Home for Easter
Surgery Day (lung)
Lowri's Journal Page 2
The updates are listed here from most recent first. You can click on a date to the left and jump straight to this entry.
I had my sleep over with Lowri on Thursday night and can tell you was not as used to the hospital bangs and crashes as Harri and Lowri. Lowri had me up five times to go to the toilet (between 11pm and 6am) - she is on IV fluids 110 ml / hr so about 90 minutes is about as long as she goes between potty visits - and every time is just so desperate. Harri and Lowri seemed to be able to do the routine in their sleep, I have the bags under the eyes to prove I can't! Friday was her last day of Chemo this cycle and we got to go home on Saturday, Lowri will need to come back for blood tests during the week but shouldn't start Chemo again until 15th April.
On Saturday things seemed to go slow, most of the staff and patients had checked out of the hospital. Lowri was down to a slow 10 mls / hr through the drip just to keep it open. Blood tests confirmed she was really low in the White Blood Cell department and her Red counts were down as well. Blood Transfusion time.
Fact: Did you know 275mls of whole blood (one unit) takes 3 and1/2 hours to transfuse into a 3 year old.
You can't transfuse White Blood cells, their production can only be stimulated. Harri got a crash course on administering GCSF. http://www.neupogen.com/patients/overview/neupogen.html (white cell stimulant). Until Lowri's WBC picks up she will be at risk from infections. At the hospital we picked up prescriptions for preventative antibiotics and mouthwash and we hit the road. Lowri was especially pleased to get out, Harri and I both think the person who gave the blood she received must have just drunk a double expresso - it certainly 'picked her up'.
We awoke early early on Sunday morning to Chocolate eggs and very excited children. The kids were pretty well behaved and showed some restraint. I however ate my chocolate egg before I even got up.
We had a lazy day inside, although the Roosje and Liam disappeared to the neighbours all day, having lunch out and returning in time for tea. It was raining out but then apparently that is when the swimming pool is warmest. We had an Easter Egg hunt in the lounge - but as they had been 'hidden' all day and Lowri had done a bit of exploring before the others came home she pretty well beat them to most of the hiding places.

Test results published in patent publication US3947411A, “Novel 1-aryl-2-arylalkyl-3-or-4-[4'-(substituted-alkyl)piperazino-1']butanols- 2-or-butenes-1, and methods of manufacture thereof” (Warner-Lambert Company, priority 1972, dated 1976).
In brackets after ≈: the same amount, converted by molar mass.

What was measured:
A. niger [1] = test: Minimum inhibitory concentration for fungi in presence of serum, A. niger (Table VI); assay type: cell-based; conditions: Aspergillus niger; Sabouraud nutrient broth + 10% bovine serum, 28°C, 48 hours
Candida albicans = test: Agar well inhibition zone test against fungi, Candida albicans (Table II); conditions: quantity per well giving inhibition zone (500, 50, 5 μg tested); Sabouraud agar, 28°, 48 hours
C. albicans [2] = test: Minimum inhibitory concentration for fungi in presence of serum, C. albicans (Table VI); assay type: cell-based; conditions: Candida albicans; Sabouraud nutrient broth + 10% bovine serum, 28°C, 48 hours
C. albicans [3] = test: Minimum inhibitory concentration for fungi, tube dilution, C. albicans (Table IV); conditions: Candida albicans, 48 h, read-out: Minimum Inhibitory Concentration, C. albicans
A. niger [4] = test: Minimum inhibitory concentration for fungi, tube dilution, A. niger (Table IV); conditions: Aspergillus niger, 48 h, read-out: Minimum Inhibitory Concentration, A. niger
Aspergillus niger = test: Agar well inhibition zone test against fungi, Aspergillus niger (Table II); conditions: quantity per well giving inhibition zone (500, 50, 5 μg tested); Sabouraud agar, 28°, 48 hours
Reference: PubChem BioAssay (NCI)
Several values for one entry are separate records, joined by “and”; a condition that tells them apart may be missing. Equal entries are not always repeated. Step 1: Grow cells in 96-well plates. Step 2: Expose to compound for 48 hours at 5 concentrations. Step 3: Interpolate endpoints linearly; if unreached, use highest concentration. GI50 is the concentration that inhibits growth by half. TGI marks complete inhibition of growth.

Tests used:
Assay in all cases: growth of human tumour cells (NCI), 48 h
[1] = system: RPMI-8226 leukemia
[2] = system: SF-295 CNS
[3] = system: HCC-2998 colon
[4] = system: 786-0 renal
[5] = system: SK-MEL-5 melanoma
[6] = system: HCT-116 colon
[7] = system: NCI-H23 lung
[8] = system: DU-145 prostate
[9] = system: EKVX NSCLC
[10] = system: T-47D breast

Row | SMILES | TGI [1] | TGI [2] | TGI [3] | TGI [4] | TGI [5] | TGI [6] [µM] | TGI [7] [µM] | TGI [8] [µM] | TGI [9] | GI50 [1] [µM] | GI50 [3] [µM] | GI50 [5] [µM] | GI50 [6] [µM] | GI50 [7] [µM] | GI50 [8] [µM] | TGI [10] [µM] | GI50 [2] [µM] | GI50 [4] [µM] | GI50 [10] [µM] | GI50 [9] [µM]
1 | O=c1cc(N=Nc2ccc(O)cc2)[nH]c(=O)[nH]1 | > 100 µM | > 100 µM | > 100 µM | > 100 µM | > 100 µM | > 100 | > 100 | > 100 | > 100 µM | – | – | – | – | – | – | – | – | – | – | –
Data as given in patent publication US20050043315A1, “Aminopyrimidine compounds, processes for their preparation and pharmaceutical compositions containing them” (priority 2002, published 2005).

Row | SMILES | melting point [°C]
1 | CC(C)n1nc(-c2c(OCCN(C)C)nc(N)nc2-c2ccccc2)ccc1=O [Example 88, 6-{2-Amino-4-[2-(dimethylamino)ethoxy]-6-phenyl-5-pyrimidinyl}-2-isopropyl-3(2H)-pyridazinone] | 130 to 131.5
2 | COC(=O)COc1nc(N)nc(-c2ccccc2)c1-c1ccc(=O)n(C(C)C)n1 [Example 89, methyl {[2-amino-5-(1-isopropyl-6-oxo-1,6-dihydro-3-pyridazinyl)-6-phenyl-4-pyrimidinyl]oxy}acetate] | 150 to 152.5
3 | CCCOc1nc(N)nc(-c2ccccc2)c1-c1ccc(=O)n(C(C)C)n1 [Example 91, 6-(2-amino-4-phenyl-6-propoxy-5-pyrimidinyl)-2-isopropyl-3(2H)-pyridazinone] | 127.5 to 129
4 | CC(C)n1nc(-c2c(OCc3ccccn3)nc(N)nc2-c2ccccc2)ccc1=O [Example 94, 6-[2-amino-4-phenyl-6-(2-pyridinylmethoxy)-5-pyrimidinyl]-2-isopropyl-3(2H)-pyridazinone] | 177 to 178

Tim spent most of his day in front of the PC and was building a modest Web site for Lowri and where we can collect the photos, journals and experiences as well as being a resource to share.
The day is winding up now, Lowri has finally run out of steam and headed off to bed (7pm). Liam and Roosje are watching Willy Wonka and The Chocolate Factory on TV before heading off to bed.
I don't know whether it was the 'new blood', excitement at being home or the chocolate diet but Lowri had and excellent day today, we played games she taught me marbles and joked about her molting hair all over the place.
She's doing just fine.
visit a local
It seems like a lifetime since last Tuesday morning when Lowri had her latest operation and an eternity since this whole nightmare began. But it is only a week and we have a long way to go before Lowri is blasting around the backyard again on her trike.
We discussed when the clear plastic plaster would come off her operation wound today but thought it might be less traumatic to save that one until tomorrow. In all this the thing Lowri hates and protests at the most is Sticking Plasters. And before you say it that 'Remove' stuff they use to get them off brings her a> out in a rash and b> is next to useless on the clear film covers they tend to use these days.
I am starting to come down and see the shape of the next 18 months or so. Starship (Children's Hospital) will become our second home it is unlikely Lowri will be returning home during treatment weeks and these start every 21 days. Tough times but others manage and we have plenty of offers of support.
After yesterdays chemical assault Lowri's (White Blood Cell count) WBC and Neutrophils (measure of resistance) have plummeted to half the lowest they every got to on the previous drugs. She now is classed as neutropenic and is susceptible to every germ and infection going .. roll on winter colds .. what joy. Lowri getting a bout of something other kids would just brush off is what scares H and self the most at present.
L. had a brain scan today - just routine (as routine as a brain scan can be) she was really good and laid very still the whole time and didn't need to be sedated or put under. Lots of kids get quite scared and as you can't remain in the room with them it can be that much more stressful - isn't she a GREAT kid.
Lowri and I planned a stay-over for Dad and I am planning to sleep in the hospital with her tomorrow night - this will give Mum a chance to get home and spend a little time with Roosje and Liam - who are being so well behaved and grownup through all this. It is a lot to ask little kids to have to deal with; the upset routines, part-time parents, curtailed social activities etc. Pat and Dave are a strength at home which is one less logistical worry.